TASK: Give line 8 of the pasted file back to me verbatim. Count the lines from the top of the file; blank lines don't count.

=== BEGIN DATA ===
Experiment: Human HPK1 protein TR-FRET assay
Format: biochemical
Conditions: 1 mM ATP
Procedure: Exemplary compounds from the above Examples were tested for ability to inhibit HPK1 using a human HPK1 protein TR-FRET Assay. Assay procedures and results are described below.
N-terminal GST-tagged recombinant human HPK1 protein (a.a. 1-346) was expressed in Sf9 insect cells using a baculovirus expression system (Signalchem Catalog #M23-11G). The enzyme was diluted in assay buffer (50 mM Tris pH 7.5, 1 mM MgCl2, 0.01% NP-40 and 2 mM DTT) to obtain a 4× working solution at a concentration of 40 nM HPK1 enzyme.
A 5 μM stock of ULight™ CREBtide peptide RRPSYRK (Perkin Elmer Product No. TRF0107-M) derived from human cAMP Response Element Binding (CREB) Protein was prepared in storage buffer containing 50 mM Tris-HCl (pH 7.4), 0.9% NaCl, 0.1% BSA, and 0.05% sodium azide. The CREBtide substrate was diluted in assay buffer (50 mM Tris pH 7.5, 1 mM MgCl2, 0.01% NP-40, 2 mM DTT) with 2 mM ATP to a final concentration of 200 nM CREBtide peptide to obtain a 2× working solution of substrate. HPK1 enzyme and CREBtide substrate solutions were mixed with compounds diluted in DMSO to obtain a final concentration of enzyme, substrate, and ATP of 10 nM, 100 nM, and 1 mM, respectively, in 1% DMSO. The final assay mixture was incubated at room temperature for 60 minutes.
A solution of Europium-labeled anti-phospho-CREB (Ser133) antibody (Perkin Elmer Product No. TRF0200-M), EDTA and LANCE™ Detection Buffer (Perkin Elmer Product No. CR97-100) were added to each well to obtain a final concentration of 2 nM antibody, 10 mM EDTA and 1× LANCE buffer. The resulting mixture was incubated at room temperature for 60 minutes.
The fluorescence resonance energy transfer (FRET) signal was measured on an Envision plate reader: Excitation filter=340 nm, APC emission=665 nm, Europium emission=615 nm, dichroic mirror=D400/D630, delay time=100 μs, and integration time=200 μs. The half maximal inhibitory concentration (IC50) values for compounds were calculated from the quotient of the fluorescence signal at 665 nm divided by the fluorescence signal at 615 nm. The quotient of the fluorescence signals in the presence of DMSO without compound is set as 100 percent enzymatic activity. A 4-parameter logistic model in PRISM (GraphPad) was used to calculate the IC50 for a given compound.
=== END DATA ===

The fluorescence resonance energy transfer (FRET) signal was measured on an Envision plate reader: Excitation filter=340 nm, APC emission=665 nm, Europium emission=615 nm, dichroic mirror=D400/D630, delay time=100 μs, and integration time=200 μs. The half maximal inhibitory concentration (IC50) values for compounds were calculated from the quotient of the fluorescence signal at 665 nm divided by the fluorescence signal at 615 nm. The quotient of the fluorescence signals in the presence of DMSO without compound is set as 100 percent enzymatic activity. A 4-parameter logistic model in PRISM (GraphPad) was used to calculate the IC50 for a given compound.